When he bares his teeth, it's time to run


We veterinarians always keep an eye out for teeth. If we aren't careful, some of our patients might sink theirs into us.

We veterinarians always keep an eye out for teeth. If we aren't careful, some of our patients might sink theirs into us.

On this particular day, however, we found ourselves concerned with a different kind of teeth.

Dr. Zach Smith was knee-deep in stink. A mare's foal had died inside her several days before she arrived at our clinic. You can just imagine the scene — bare bones with decomposing flesh attached. The odor is beyond belief.

As often happens, several people were standing nearby to watch, all willing to lend a hand. Dr. Smith was carefully removing the putrid pieces one at a time, taking care not to lacerate any of the delicate tissues that line the birth canal. It's a slow and tortuous job. As the worst of it came out, the flies moved into the front row, while the spectators retreated.

Only the most dedicated and brave souls remained. One gentleman was determined not to let Zach go it alone. He was gloved up and bouncing from place to place, awaiting his chance to help.

The parts became bigger until finally the torso started its journey out. The smell became overwhelming. It was about this time that the gentleman (whom we'll call Mr. Teeth) got a huge whiff of the odor that was so strong one could perceive it with other organs besides the nose. It was the kind of stink that could crawl into the pores of your skin — it even seemed to have a taste. Exposing a new set of dentures in a kind of grimace, it was obvious Mr. Teeth's senses were getting saturated as the largest part of the foal came sliding out.

The smell must have permeated even his new chompers, because it began to trigger a case of the heaves. They started slowly, evolving into longer, louder stomach contractions.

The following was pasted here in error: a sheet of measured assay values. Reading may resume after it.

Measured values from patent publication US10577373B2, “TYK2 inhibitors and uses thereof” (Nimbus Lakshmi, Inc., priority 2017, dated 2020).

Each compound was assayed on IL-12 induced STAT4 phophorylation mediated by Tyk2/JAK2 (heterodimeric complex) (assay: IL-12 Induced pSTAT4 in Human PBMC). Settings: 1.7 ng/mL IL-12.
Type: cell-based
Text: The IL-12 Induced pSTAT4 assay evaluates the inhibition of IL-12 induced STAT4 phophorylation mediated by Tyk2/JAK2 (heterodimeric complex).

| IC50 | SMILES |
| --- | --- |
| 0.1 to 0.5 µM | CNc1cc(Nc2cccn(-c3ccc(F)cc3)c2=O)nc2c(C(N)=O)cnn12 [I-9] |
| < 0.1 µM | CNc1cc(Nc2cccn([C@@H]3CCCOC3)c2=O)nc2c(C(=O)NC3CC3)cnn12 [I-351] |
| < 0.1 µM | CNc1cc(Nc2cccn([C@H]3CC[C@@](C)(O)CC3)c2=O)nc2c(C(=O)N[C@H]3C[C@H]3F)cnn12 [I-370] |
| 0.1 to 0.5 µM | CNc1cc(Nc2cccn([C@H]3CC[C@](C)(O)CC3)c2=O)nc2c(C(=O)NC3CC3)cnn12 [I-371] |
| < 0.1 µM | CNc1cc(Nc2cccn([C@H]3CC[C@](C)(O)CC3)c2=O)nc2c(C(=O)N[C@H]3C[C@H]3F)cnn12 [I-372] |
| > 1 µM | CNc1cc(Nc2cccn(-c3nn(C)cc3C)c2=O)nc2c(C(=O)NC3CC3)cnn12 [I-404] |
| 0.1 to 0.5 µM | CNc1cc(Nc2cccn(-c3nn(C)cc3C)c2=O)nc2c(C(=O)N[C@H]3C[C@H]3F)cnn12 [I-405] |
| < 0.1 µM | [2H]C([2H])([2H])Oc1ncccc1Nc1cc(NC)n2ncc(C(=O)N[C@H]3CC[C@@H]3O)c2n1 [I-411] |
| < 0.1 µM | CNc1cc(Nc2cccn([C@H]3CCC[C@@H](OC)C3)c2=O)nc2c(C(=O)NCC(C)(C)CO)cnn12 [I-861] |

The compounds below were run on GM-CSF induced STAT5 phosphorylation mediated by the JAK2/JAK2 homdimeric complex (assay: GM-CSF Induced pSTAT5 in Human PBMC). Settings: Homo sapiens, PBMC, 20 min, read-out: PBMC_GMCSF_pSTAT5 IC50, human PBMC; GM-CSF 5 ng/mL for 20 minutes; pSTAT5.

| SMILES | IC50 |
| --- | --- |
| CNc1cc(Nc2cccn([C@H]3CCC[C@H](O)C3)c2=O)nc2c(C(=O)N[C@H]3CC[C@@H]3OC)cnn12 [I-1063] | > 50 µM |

Our attention left the horse and focused on Mr. Teeth.

"Better run, he's gonna lose it!" yelled Dr. Smith as the crowd started backing away.

There was a certain melodic rhythm to Mr. Teeth's guttural noises now. His cheeks expanded like Louis Armstrong's, followed by a deep puffing sound from his dry lips. He started looking for a suitable place to let fly. The nasty gloves he was wearing further complicated his distress. Each time he reached toward his face to quiet the swells, the goo on the gloves just made things worse for him.

People scattered like flies, but most wanted to stay close enough to see what would happen next.

Zach urgently started barking orders to the man: "Just use the sawdust! Don't run that way, there's nothing to vomit on! Go outside! And take those gloves off!"

None of Zach's words seemed to penetrate the fog that had overtaken Mr. Teeth. He just kept running in circles and touching his face with the slimy gloves.

On about the 30th lap, the sound of chattering teeth rose to the fore. It sounded a bit like someone rolling dice in a Yahtzee cup. Everyone was ready to duck; it was just a question of which way the teeth were going to go. Each time Mr. Teeth spun around, the audience bent and rose at the waist like football fans doing the Wave.

Finally the teeth went flying. The fellow had managed to slip behind the surgery room into an area that afforded a safe launch.

No one actually saw it happen. The noise was something like a car backfiring, following by a high-pitched ping. The teeth bounced off a metal I-beam.

Ghastly looks were soon replaced by raised eyebrows and gut-busting laughter.

After the performance, Mr. Teeth calmly walked over, picked up his new teeth and put them back into his mouth.

What a day!

Dr. Brock owns the Brock Veterinary Clinic in Lamesa, Texas.

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